...feminism, she argues, has been rebranded into banality. The universalising of feminism has been a kind of declawing. It has made it pointless ... [Crispin] rails against feminism as self-empowerment, and is determined to rediscover its true and radical potential ... Crispin is unafraid to say that if feminism did actually make women happier, giving us better jobs, marriages and orgasms, 'the proselytising would be unnecessary.' This book’s real bite comes when she talks about power and how women use it. The more money we have, the more we are able to buy our way out of patriarchy. The notion that equality is about living the way men live is not radical – we have to reset the values and dismantle the whole shebang ... Some of these ideas are just floated in the book, and they need more work. But she is always sharp. Her discussion of 'outrage feminism,' which exists primarily online, is a breath of fresh air ... Crispin is telling us that we have to imagine something better in order to build it. Feminism as self-absorption, as an add-on label to a new lifestyle, has got us … where exactly? Where we are now. Stalled. Look how quickly we can go backwards. When did feminism get so small? When it became polite, unthreatening and marketable. Crispin blasts through all this by asking us to think big, properly scarily big.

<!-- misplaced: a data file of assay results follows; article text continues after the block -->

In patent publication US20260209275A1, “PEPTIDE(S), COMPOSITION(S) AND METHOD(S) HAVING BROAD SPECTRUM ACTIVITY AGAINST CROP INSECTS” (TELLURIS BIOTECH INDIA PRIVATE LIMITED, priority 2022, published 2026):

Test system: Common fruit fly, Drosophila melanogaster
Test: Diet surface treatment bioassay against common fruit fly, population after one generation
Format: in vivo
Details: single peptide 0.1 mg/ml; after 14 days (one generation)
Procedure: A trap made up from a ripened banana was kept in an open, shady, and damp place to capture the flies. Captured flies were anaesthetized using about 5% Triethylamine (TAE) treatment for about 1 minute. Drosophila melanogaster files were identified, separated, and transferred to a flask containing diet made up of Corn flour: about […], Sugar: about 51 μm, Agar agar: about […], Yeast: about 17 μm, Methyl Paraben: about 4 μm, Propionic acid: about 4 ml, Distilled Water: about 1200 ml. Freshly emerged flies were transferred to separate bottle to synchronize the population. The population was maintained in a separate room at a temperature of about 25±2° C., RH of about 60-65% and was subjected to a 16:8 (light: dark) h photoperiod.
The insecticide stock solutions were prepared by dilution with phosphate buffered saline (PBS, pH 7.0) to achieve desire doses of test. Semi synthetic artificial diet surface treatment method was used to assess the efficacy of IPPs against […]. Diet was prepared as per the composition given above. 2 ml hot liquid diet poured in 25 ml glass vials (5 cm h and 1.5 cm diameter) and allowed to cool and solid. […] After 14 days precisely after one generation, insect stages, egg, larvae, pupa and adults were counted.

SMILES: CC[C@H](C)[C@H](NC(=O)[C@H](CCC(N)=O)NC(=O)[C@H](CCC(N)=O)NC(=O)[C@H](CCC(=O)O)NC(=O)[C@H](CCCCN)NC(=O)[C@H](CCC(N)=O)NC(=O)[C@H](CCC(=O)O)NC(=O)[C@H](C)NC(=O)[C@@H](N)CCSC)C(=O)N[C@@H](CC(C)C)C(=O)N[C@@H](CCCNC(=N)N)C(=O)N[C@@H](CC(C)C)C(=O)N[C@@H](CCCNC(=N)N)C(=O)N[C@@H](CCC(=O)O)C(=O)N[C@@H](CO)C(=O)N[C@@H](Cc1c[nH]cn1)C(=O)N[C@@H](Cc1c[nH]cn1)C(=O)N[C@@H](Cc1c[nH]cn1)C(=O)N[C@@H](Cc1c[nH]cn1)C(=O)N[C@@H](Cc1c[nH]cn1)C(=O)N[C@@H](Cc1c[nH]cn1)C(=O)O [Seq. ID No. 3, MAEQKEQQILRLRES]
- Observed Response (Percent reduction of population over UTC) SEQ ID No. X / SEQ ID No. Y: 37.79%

The point of Why I Am Not a Feminist isn’t really that Crispin is not a feminist; it’s that she has no interest in being a part of a club that has opened its doors and lost sight of its politics ... Crispin’s argument is bracing, and a rare counterbalance; where feminism is concerned, broad acceptability is almost always framed as an unquestioned good ... in some places where Crispin’s argument requires her to take a precise measure of contemporary feminism, she—or this book’s production schedule—can’t quite account for the complexity of the times...Much of what she denounces—'outrage culture,' empowerment marketing, the stranglehold that white women have on the public conversation—has already been critiqued at length by the young feminist mainstream ... The most vital strain of thought in Why I Am Not a Feminist is Crispin’s unforgiving indictment of individualism and capitalism, value systems that she argues have severely warped feminism, encouraging women to think of the movement only insofar as it leads to individual gains ... her book arrives at a useful and perhaps unexpected cultural inflection point: a time when political accommodation appears fruitless, and when many middle-class white women have marched in closer proximity to far-left ideas than perhaps they ever would have guessed ... Of course, this being a polemic, there’s not much space given to how, exactly, the total disengagement with our individualist and capitalist society might be achieved.